The History and Evolution of the Belt

The History and Evolution of the Belt

It’s probably holding up your pants right now, but do you ever take a moment to appreciate the history and evolution of the belt? It’s been a long journey from caveman to cargo pants, and you might be surprised at how the significance of belts has changed over the centuries.

In Prehistoric Times

A Neanderthal’s got to carry pelts and weapons one way or another, and so the utility belt was born. They used softened tree bark, which was softer and pliable, until the first documented occurrence of belts made of cloth during the Bronze Age.

In Medieval Times

The belt first became a fashion accessory in the Medieval era, when they distinguished the upper classes from the peasants. Women embraced the power of elaborate belts made of leather and metal, often in the shape of a chain low on the hips with the excess hanging down. Lower classes carried around their few coins and possessions in simple leather belts with pouches. The notorious chastity belt, a term coined during this time, may have been more myth than reality. Recent research suggests that people might have used “chastity belts” in a joking manner or as a metaphor for virtue.

In the 13th Century

Feudal Japan focused on belts to signify status. Wide uwa-obi belts contrasted with the kimonos to announce that a samurai was present and may have a sword or two tucked away. Often made of linen, the belt wound a few times around the body and was accented with a piece of leather in the middle—so that fighters could find their weapons and equipment in the dark. It wasn’t until the 1880s that colored belts began to denote rank.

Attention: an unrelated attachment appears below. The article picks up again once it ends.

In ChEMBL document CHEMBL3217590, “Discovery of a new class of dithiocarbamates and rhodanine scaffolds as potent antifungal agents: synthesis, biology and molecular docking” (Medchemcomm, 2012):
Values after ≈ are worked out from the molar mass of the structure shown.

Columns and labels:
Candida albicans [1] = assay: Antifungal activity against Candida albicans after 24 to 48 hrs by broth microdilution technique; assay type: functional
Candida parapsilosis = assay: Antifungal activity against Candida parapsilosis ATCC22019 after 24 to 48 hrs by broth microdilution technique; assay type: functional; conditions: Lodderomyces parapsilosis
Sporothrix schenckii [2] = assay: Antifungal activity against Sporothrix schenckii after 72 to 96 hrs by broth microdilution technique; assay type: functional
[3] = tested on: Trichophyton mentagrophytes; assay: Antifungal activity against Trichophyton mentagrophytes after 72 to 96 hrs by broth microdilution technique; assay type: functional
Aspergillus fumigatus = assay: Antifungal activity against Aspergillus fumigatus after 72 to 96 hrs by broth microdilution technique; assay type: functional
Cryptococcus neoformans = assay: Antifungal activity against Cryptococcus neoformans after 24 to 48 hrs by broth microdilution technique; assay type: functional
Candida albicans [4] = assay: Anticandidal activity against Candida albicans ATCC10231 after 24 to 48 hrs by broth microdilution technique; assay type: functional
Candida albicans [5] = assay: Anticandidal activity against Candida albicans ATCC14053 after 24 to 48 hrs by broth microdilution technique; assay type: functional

In the 19th Century

The military in places like Prussia, Tsarist Russia, and other Eastern European nations relied on belts to make their uniforms more dashing. They were often so tight that many officers wore corsets underneath to make their waists look trimmer and their chest and shoulders wider.

In the 20th Century

Belt loops finally appeared on sportswear, and customized buckles became “cowboy calling cards” in the West. In the ’20s, the popularity of belts briefly faltered as flappers rejected confining clothes for drop-waist dresses. By the ’50s, they were more indispensable than ever, with Christian Dior’s severe, wasp-waisted designs. In the ’70s, Elvis wore wide, glittering belts with his jumpsuits in Las Vegas, while punk artists conveyed their anarchic attitude with spiked, studded belts.

Today

The history and evolution of the belt bring us here, with ubiquitous sagging pants that would drop to the floor without them. Hip-hop stars like Post Malone and Tyler The Creator and drag queens have popularized the statement belt, a style flex with attention-getting details like Swarovski crystals, fur, and neon colors. Everything old is new again in fashion cycles, with modern updates of almost everything from the past: obi, corset, western, and chain. And the classic caveman’s pelt belt? It lives on, against all odds, in the reinvented form of the fanny pack.

FAQ

When did belts become a part of fashion?

The belt first became a fashion accessory in the Medieval era, when they distinguished the upper classes from the peasants. Women embraced the power of elaborate belts made of leather and metal, often in the shape of a chain low on the hips with the excess hanging down. Lower classes carried around their few coins and possessions in simple leather belts with pouches. The notorious chastity belt, a term coined during this time, may have been more myth than reality. Recent research suggests that people might have used “chastity belts” in a joking manner or as a metaphor for virtue.

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